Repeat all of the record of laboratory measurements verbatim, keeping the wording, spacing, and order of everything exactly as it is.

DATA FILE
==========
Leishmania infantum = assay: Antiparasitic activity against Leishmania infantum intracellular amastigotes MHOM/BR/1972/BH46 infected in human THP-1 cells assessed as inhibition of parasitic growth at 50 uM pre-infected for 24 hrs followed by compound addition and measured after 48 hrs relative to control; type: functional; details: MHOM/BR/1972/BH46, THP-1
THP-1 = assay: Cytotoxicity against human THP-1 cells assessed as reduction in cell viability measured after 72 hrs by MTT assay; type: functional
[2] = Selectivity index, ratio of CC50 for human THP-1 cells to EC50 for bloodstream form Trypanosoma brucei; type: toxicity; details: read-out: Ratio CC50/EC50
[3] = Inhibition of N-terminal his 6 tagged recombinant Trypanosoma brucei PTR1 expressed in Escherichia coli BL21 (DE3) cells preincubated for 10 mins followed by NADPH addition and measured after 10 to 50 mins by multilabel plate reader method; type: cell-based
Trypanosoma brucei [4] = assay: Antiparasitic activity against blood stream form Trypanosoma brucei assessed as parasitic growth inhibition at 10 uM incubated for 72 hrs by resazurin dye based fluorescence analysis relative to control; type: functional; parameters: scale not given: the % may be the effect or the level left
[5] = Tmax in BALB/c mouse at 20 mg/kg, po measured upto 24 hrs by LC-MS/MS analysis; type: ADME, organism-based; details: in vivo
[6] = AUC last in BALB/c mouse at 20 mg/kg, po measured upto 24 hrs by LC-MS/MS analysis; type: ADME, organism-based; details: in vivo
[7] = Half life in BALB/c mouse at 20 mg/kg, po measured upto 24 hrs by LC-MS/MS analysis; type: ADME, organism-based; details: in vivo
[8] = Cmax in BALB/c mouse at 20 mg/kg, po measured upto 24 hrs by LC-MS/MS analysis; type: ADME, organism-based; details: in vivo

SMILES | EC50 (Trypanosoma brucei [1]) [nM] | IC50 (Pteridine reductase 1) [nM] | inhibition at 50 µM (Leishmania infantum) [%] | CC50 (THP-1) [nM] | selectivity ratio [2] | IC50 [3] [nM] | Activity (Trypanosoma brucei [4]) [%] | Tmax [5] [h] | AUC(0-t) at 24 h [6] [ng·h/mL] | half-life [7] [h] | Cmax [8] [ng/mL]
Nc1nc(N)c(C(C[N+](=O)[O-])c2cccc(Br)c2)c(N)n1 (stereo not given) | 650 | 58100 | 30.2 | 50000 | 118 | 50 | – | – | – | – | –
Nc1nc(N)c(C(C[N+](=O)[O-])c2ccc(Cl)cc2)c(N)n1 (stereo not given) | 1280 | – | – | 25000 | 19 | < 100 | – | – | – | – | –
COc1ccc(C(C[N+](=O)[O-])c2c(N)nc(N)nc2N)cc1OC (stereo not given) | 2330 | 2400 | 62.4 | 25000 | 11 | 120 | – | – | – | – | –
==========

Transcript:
Leishmania infantum = assay: Antiparasitic activity against Leishmania infantum intracellular amastigotes MHOM/BR/1972/BH46 infected in human THP-1 cells assessed as inhibition of parasitic growth at 50 uM pre-infected for 24 hrs followed by compound addition and measured after 48 hrs relative to control; type: functional; details: MHOM/BR/1972/BH46, THP-1
THP-1 = assay: Cytotoxicity against human THP-1 cells assessed as reduction in cell viability measured after 72 hrs by MTT assay; type: functional
[2] = Selectivity index, ratio of CC50 for human THP-1 cells to EC50 for bloodstream form Trypanosoma brucei; type: toxicity; details: read-out: Ratio CC50/EC50
[3] = Inhibition of N-terminal his 6 tagged recombinant Trypanosoma brucei PTR1 expressed in Escherichia coli BL21 (DE3) cells preincubated for 10 mins followed by NADPH addition and measured after 10 to 50 mins by multilabel plate reader method; type: cell-based
Trypanosoma brucei [4] = assay: Antiparasitic activity against blood stream form Trypanosoma brucei assessed as parasitic growth inhibition at 10 uM incubated for 72 hrs by resazurin dye based fluorescence analysis relative to control; type: functional; parameters: scale not given: the % may be the effect or the level left
[5] = Tmax in BALB/c mouse at 20 mg/kg, po measured upto 24 hrs by LC-MS/MS analysis; type: ADME, organism-based; details: in vivo
[6] = AUC last in BALB/c mouse at 20 mg/kg, po measured upto 24 hrs by LC-MS/MS analysis; type: ADME, organism-based; details: in vivo
[7] = Half life in BALB/c mouse at 20 mg/kg, po measured upto 24 hrs by LC-MS/MS analysis; type: ADME, organism-based; details: in vivo
[8] = Cmax in BALB/c mouse at 20 mg/kg, po measured upto 24 hrs by LC-MS/MS analysis; type: ADME, organism-based; details: in vivo

SMILES | EC50 (Trypanosoma brucei [1]) [nM] | IC50 (Pteridine reductase 1) [nM] | inhibition at 50 µM (Leishmania infantum) [%] | CC50 (THP-1) [nM] | selectivity ratio [2] | IC50 [3] [nM] | Activity (Trypanosoma brucei [4]) [%] | Tmax [5] [h] | AUC(0-t) at 24 h [6] [ng·h/mL] | half-life [7] [h] | Cmax [8] [ng/mL]
Nc1nc(N)c(C(C[N+](=O)[O-])c2cccc(Br)c2)c(N)n1 (stereo not given) | 650 | 58100 | 30.2 | 50000 | 118 | 50 | – | – | – | – | –
Nc1nc(N)c(C(C[N+](=O)[O-])c2ccc(Cl)cc2)c(N)n1 (stereo not given) | 1280 | – | – | 25000 | 19 | < 100 | – | – | – | – | –
COc1ccc(C(C[N+](=O)[O-])c2c(N)nc(N)nc2N)cc1OC (stereo not given) | 2330 | 2400 | 62.4 | 25000 | 11 | 120 | – | – | – | – | –